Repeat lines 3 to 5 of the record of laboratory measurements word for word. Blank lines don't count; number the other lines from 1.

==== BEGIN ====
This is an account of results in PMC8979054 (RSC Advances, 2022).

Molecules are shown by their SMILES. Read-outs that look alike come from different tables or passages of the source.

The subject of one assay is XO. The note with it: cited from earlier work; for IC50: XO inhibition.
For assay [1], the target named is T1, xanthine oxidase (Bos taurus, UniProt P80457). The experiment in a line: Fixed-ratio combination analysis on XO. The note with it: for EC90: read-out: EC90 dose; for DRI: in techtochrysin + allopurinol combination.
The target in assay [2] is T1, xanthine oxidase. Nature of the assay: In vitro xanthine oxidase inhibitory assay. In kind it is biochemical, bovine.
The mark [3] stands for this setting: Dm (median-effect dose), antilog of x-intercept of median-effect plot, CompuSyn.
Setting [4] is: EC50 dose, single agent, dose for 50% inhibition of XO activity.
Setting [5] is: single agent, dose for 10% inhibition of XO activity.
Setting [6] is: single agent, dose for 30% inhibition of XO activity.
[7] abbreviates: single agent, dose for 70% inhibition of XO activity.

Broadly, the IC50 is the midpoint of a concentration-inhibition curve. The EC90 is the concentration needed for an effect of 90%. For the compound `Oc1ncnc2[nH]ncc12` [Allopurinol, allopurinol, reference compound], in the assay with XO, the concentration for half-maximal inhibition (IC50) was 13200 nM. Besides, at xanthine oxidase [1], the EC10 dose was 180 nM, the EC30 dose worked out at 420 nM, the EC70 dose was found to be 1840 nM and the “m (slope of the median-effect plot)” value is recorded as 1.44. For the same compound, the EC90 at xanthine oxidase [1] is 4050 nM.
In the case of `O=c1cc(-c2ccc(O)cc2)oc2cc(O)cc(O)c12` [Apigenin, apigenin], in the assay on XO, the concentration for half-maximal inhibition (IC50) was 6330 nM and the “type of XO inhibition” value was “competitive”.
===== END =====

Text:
The subject of one assay is XO. The note with it: cited from earlier work; for IC50: XO inhibition.
For assay [1], the target named is T1, xanthine oxidase (Bos taurus, UniProt P80457). The experiment in a line: Fixed-ratio combination analysis on XO. The note with it: for EC90: read-out: EC90 dose; for DRI: in techtochrysin + allopurinol combination.
The target in assay [2] is T1, xanthine oxidase. Nature of the assay: In vitro xanthine oxidase inhibitory assay. In kind it is biochemical, bovine.